What lies behind this skepticism? Is it warranted? Is a new and specifically causal theory needed to explain the origination of biological form?

This review will address these questions. It will do so by analyzing the problem of the origination of organismal form (and the corresponding emergence of higher taxa) from a particular theoretical standpoint. Specifically, it will treat the problem of the origination of the higher taxonomic groups as a manifestation of a deeper problem, namely, the problem of the origin of the information (whether genetic or epigenetic) that, as it will be argued, is necessary to generate morphological novelty.

In order to perform this analysis, and to make it relevant and tractable to systematists and paleontologists, this paper will examine a paradigmatic example of the origin of biological form and information during the history of life: the Cambrian explosion. During the Cambrian, many novel animal forms and body plans (representing new phyla, subphyla and classes) arose in a geologically brief period of time. The following information-based analysis of the Cambrian explosion will support the claim of recent authors such as Muller and Newman that the mechanism of selection and genetic mutation does not constitute an adequate causal explanation of the origination of biological form in the higher taxonomic groups. It will also suggest the need to explore other possible causal factors for the origin of form and information during the evolution of life and will examine some other possibilities that have been proposed.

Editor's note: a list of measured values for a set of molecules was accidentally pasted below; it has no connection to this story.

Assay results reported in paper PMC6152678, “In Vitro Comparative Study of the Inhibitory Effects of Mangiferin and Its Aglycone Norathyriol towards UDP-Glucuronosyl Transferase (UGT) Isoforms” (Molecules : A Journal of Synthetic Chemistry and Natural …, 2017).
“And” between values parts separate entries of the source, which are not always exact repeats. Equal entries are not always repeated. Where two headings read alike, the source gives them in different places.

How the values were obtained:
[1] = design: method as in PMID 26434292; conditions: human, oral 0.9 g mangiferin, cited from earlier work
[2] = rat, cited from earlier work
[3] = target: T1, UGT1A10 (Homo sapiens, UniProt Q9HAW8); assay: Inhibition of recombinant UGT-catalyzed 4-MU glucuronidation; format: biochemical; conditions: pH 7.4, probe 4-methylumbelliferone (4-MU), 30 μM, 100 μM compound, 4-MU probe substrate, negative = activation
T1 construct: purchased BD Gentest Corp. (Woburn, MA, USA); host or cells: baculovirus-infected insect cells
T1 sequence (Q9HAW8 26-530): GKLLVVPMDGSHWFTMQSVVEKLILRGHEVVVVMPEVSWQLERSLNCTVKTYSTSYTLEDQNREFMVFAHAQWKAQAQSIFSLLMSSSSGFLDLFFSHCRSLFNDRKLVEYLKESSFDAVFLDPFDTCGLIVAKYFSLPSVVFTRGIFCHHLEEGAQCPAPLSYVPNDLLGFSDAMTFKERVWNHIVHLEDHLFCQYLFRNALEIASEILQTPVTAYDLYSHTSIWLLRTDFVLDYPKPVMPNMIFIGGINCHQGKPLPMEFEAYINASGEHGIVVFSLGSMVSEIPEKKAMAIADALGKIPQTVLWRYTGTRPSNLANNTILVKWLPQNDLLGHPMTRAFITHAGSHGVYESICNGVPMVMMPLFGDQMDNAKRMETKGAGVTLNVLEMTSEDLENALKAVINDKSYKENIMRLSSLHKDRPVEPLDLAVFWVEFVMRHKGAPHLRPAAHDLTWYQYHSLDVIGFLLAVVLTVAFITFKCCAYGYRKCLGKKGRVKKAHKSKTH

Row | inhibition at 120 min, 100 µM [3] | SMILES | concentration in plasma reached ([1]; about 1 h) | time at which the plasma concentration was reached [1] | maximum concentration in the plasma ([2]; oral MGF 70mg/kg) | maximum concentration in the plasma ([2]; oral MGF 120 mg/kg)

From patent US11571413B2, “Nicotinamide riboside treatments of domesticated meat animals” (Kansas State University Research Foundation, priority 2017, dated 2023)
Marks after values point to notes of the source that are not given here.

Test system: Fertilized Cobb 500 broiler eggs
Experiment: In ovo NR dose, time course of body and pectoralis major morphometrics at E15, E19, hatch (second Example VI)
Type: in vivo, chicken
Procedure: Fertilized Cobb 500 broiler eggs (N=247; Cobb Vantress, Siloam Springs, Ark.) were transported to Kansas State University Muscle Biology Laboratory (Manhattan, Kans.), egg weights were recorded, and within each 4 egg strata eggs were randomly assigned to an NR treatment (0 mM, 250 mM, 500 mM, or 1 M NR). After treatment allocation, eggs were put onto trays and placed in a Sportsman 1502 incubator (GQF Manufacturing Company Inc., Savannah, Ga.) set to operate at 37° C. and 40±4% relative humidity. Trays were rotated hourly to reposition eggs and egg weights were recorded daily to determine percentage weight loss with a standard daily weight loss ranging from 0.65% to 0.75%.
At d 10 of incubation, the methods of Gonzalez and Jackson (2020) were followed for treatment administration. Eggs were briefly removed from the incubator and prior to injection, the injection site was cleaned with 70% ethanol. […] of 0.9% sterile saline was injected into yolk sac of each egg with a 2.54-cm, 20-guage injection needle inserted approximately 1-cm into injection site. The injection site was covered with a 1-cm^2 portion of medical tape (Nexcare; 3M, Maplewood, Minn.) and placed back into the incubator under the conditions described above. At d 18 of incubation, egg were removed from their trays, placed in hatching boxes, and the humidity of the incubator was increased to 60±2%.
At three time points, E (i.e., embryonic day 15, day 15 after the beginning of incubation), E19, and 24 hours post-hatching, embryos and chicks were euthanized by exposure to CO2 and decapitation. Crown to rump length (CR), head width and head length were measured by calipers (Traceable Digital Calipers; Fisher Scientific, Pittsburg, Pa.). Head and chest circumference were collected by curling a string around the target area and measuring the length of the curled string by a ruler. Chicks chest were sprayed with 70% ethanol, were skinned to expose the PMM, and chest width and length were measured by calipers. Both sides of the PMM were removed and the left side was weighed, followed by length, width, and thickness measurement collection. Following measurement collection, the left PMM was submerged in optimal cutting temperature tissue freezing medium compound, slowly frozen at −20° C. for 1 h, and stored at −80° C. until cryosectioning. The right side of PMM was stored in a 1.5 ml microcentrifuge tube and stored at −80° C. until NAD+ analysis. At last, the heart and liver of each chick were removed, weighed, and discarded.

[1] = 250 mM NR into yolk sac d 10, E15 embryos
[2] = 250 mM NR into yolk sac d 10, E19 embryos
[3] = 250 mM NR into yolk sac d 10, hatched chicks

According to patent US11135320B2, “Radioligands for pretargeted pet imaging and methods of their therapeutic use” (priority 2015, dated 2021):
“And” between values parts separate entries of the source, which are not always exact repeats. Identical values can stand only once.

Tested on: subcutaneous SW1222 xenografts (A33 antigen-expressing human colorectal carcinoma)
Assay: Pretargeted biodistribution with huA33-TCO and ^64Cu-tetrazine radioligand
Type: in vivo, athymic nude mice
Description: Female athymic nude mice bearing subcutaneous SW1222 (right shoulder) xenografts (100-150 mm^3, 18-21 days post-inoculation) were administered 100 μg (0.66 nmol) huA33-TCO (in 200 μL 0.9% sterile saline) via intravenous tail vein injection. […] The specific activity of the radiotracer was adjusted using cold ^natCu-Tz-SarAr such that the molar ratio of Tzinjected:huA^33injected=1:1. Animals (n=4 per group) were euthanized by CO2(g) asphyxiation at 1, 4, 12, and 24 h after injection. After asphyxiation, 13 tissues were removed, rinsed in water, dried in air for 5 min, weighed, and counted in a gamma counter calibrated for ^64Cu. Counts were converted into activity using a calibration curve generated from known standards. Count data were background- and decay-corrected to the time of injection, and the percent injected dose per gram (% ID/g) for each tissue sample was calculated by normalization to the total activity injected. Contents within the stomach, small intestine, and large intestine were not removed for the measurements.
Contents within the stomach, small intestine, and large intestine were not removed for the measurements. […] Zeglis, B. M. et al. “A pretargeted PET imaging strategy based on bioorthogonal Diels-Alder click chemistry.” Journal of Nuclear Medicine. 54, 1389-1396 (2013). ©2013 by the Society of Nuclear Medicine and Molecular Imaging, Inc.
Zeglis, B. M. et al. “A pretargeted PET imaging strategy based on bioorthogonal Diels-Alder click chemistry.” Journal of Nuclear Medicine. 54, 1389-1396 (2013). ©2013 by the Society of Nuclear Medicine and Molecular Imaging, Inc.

The Cambrian Explosion

The “Cambrian explosion” refers to the geologically sudden appearance of many new animal body plans about 530 million years ago. At this time, at least nineteen, and perhaps as many as thirty-five phyla of forty total (Meyer et al. 2003), made their first appearance on earth within a narrow five- to ten-million-year window of geologic time (Bowring et al. 1993, 1998a:1, 1998b:40; Kerr 1993; Monastersky 1993; Aris-Brosou & Yang 2003). Many new subphyla, between 32 and 48 of 56 total (Meyer et al. 2003), and classes of animals also arose at this time with representatives of these new higher taxa manifesting significant morphological innovations. The Cambrian explosion thus marked a major episode of morphogenesis in which many new and disparate organismal forms arose in a geologically brief period of time.

To say that the fauna of the Cambrian period appeared in a geologically sudden manner also implies the absence of clear transitional intermediate forms connecting Cambrian animals with simpler pre-Cambrian forms. And, indeed, in almost all cases, the Cambrian animals have no clear morphological antecedents in earlier Vendian or Precambrian fauna (Miklos 1993, Erwin et al. 1997:132, Steiner & Reitner 2001, Conway Morris 2003b:510, Valentine et al. 2003:519-520). Further, several recent discoveries and analyses suggest that these morphological gaps may not be merely an artifact of incomplete sampling of the fossil record (Foote 1997, Foote et al. 1999, Benton & Ayala 2003, Meyer et al. 2003), suggesting that the fossil record is at least approximately reliable (Conway Morris 2003b:505).